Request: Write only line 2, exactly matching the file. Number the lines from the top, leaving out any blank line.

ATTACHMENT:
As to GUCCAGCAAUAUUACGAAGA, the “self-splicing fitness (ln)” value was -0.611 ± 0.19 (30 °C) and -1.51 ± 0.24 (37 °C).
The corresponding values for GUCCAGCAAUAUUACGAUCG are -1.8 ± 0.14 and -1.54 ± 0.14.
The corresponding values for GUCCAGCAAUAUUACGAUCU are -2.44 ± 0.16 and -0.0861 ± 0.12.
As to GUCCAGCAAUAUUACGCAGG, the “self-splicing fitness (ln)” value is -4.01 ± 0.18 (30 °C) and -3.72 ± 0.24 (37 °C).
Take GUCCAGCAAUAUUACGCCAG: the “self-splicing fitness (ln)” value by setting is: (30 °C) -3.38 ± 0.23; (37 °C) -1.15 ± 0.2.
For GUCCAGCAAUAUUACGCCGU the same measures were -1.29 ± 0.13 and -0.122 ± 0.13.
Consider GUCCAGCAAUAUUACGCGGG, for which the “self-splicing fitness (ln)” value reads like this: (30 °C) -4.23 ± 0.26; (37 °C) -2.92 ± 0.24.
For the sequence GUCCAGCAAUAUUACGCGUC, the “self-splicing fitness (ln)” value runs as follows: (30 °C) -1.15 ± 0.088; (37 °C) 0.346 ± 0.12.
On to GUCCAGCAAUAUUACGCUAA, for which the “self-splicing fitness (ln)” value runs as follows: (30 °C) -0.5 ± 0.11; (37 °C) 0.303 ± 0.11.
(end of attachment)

The corresponding values for GUCCAGCAAUAUUACGAUCG are -1.8 ± 0.14 and -1.54 ± 0.14.